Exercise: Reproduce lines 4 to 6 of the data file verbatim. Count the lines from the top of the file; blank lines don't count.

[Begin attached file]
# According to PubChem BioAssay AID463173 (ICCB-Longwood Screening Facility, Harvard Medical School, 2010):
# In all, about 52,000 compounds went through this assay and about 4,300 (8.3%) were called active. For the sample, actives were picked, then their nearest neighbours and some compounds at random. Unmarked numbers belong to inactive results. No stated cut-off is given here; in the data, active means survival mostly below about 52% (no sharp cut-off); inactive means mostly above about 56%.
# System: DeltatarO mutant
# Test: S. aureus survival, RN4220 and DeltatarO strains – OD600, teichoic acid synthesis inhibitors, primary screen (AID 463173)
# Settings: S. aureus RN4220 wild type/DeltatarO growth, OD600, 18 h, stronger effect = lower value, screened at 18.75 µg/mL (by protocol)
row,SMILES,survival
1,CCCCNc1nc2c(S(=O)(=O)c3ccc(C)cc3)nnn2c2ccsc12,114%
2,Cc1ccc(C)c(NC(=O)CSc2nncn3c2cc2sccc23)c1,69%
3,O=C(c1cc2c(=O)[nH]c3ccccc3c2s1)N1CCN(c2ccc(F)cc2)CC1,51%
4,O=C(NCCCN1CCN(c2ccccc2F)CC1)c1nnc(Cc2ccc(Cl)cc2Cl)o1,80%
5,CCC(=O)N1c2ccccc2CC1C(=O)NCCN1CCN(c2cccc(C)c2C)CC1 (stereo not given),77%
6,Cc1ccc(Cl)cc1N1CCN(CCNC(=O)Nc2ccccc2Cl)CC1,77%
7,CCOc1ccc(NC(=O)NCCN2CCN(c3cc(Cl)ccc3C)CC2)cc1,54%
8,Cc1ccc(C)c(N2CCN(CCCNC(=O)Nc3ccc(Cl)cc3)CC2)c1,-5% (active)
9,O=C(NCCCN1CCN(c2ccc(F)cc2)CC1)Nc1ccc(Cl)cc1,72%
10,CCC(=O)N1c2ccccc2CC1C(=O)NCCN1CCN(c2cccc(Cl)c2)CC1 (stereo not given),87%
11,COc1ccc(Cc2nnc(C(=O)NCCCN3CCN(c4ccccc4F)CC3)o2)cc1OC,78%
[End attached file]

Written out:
# Test: S. aureus survival, RN4220 and DeltatarO strains – OD600, teichoic acid synthesis inhibitors, primary screen (AID 463173)
# Settings: S. aureus RN4220 wild type/DeltatarO growth, OD600, 18 h, stronger effect = lower value, screened at 18.75 µg/mL (by protocol)
row,SMILES,survival